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We were wrong on peak oil. There’s enough to fry us all

George Monbiot, Guardian
… The automatic correction – resource depletion destroying the machine that was driving it – that many environmentalists foresaw is not going to happen. The problem we face is not that there is too little oil, but that there is too much.

We have confused threats to the living planet with threats to industrial civilisation. They are not, in the first instance, the same thing. Industry and consumer capitalism, powered by abundant oil supplies, are more resilient than many of the natural systems they threaten. The great profusion of life in the past – fossilised in the form of flammable carbon – now jeopardises the great profusion of life in the present.

There is enough oil in the ground to deep-fry the lot of us, and no obvious means to prevail upon governments and industry to leave it in the ground. Twenty years of efforts to prevent climate breakdown through moral persuasion have failed, with the collapse of the multilateral process at Rio de Janeiro last month. The world’s most powerful nation is again becoming an oil state, and if the political transformation of its northern neighbour is anything to go by, the results will not be pretty.
(3 June 2012)

Peakonomics: why the oil price slide is temporary

David Strahan, Petroleum Review via Strahan’s blog
… Anyone who still doubts the centrality of oil depletion in driving the crude price should read a recent working paper from economists at the International Monetary Fund. Entitled The Future of Oil: Geology versus Technology, it sets out to test the idea that the ten-year rise in the oil price can be explained by geological constraints. The group found that incorporating Hubbert-style depletion analysis into their model led to “dramatically improved” forecasts of both production and price. “By far the most important reason is that geology doesn’t want to release that much more oil unless you really press the price button”, said Michael Kumhof, one of the authors. As a consequence, the paper forecasts real oil prices will soar to $180 by 2020.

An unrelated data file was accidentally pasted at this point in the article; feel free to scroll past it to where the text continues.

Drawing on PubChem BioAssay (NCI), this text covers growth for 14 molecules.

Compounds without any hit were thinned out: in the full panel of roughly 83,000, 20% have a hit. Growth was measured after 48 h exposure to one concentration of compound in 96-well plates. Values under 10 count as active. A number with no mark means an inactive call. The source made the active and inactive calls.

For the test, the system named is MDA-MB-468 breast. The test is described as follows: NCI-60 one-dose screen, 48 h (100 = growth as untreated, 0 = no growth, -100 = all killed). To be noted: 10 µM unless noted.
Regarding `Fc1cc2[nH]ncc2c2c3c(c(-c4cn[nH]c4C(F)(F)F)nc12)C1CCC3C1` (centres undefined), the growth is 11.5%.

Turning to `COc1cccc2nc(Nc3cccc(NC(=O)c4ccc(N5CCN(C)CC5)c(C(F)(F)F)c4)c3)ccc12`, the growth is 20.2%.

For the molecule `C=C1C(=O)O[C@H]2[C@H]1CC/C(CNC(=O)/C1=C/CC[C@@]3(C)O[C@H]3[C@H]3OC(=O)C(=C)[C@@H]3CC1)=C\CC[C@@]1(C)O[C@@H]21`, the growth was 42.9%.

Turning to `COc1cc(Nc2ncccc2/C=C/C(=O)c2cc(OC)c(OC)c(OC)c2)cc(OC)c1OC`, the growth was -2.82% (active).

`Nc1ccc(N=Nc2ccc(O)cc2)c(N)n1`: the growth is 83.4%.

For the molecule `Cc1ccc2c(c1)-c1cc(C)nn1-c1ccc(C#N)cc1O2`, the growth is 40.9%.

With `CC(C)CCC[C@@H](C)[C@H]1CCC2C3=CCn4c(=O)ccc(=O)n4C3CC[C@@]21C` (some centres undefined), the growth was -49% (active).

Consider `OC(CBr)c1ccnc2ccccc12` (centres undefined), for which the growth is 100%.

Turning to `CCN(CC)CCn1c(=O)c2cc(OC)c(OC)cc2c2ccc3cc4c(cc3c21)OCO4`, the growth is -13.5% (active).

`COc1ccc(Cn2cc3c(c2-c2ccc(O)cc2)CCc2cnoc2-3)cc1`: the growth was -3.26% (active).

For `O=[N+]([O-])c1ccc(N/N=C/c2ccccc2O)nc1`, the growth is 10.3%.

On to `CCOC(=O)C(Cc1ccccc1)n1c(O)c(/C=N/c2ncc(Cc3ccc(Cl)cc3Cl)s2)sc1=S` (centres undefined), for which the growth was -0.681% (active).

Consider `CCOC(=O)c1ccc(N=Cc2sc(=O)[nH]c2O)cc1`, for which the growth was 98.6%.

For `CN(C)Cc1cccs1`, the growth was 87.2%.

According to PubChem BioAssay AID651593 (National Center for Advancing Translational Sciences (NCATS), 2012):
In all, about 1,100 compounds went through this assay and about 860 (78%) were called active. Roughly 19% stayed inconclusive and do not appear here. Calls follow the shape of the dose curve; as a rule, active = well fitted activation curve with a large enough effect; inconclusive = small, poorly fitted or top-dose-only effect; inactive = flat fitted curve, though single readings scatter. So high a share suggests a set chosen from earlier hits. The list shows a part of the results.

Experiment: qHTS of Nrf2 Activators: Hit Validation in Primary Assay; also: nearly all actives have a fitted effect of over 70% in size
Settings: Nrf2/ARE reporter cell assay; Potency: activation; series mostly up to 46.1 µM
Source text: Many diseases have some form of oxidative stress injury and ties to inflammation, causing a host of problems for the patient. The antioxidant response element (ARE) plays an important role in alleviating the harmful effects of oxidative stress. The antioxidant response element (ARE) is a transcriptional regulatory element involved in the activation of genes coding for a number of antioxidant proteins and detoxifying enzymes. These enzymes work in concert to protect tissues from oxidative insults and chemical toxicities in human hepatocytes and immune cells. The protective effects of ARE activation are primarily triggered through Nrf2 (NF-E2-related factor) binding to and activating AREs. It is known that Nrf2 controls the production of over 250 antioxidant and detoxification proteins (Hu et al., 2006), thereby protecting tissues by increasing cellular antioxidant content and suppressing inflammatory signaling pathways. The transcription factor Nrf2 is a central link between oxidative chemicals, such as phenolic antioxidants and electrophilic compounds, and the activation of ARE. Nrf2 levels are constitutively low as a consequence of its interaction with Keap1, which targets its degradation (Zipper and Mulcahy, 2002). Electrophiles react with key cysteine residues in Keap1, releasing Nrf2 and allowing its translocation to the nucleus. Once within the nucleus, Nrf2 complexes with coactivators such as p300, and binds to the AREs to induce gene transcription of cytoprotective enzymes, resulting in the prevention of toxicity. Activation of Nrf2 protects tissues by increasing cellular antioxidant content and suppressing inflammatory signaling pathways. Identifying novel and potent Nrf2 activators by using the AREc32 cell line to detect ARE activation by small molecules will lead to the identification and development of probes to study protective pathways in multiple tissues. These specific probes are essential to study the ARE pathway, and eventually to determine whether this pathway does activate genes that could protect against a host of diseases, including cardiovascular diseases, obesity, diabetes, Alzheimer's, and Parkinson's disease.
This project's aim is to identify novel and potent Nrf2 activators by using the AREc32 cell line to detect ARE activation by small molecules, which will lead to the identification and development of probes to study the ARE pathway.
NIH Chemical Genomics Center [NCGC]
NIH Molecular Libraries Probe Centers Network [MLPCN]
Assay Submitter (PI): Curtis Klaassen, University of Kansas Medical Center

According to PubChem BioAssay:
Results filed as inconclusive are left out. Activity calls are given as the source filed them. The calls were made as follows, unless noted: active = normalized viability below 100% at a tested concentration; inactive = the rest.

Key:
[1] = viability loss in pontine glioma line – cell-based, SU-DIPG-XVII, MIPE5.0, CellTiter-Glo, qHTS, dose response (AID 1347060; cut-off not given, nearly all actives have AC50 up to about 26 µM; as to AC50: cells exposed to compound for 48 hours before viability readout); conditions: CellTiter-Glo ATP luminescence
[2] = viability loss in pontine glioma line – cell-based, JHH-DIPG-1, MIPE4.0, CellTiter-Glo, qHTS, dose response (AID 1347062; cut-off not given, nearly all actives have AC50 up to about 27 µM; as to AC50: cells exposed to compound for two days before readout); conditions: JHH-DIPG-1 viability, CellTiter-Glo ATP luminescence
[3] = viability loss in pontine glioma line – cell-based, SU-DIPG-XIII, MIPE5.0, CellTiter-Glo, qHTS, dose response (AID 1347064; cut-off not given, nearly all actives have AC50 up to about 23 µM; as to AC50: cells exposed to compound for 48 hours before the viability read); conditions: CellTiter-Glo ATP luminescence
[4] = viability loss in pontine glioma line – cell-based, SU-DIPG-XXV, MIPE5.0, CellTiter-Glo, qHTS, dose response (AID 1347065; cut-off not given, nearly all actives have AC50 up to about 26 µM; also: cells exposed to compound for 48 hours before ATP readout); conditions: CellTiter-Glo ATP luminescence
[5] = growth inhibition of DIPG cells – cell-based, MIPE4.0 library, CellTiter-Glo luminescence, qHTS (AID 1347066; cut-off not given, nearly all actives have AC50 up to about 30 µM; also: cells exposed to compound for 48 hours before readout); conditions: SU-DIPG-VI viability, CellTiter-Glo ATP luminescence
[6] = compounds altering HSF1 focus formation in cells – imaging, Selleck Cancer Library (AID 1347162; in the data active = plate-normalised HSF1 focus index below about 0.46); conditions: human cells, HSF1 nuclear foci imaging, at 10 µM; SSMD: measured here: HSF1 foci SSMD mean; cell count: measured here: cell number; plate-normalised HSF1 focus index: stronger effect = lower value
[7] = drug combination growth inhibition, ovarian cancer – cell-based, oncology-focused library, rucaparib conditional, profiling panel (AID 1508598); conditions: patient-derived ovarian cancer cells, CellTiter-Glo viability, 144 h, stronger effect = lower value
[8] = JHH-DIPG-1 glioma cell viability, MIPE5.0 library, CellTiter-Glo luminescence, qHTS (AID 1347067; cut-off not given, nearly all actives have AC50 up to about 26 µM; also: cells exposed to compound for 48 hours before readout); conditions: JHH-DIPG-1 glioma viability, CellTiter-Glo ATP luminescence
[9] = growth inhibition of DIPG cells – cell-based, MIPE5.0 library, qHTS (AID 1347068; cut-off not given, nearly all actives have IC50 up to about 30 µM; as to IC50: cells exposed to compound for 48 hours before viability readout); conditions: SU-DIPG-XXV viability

There’s not much to surprise a peak oiler here perhaps, nor many in the City; Barclays Capital has forecast $185 per barrel in 2020 for some time. But the paper is significant, being the first mainstream economics model to demonstrate the overwhelming influence of oil depletion over oil prices, and effectively debunk the shibboleth that rising prices will solve peak oil as many economists have long insisted.
(July 2012)

Peak Plastic: One Generation’s Trash Is Another Generation’s Treasure

Debbie Chachra, Discover Magazine
… I’m a materials scientist by training, and one aspect of peak oil I’ve been thinking about recently is peak plastic.

… if we’re running out of oil—some experts say we are near the point of peak oil, after which the output only declines—that also means that we’re running out of plastic. Compared to fuel and agriculture, plastic is small potatoes. Even though plastics are made on a massive industrial scale, they still only account for about 2% world’s oil consumption. So recycling plastic saves plastic and reduces its impact on the environment, but it certainly isn’t going to save us from the end of oil. Peak oil means peak plastic. And that means that much of the physical world around us will have to change.

Plastic is more than just water bottles and Tupperware. If you’re indoors, look around. There’s a good bet that much of what’s in your field of view is made of plastic. Paint. Carpeting. Upholstery. The finish on a wood floor. Veneer on furniture. And that’s before you go into your kitchen, or bathroom, and never mind a subway car or a hospital (disposable, sterile medical supplies, anyone?). Plastic is so ubiquitous that it’s almost invisible.

In the last century or so, chemists and chemical engineers have developed thousands of plastics for use in tens of thousands of applications, if not more. That means that we’ll need to find replacements for these oil-based plastics for every one of those uses.

Debbie Chachra is an Associate Professor of Materials Science at the Franklin W. Olin College of Engineering, with research interests in biological materials, education, and design. You can follow her on Twitter: @debcha.
(2 July 2012)

Peak Blame
KMO, C-Realm
KMO welcomes Mark Robinowitz of back to the C-Realm Podcast to discuss why both the mainstream political left as well as the right in the United States cannot address the demands of Peak Oil in a realistic way. Republicans have rebuked Navy Secretary Ray Mabus for attempting to ween the Navy off of fossil fuels because they see finding alternatives to petroleum as a Democratic partisan issue. Established environmental and social justice organizations are still holding onto unrealistic Green Technology and Green Capitalism paradigms and have yet to come to terms with the fact that the project of the 21st Century will be figuring out how to equitably distribute a shrinking pie. One thing unlikely to be in short supply as the realities of diminishing fossil fuel reserves make themselves unmistakable: blame. Mark hopes that we can achieve Peak Blame sooner rather than later and get on with the grown-up work of figuring out how best to deploy our remaining energy resources.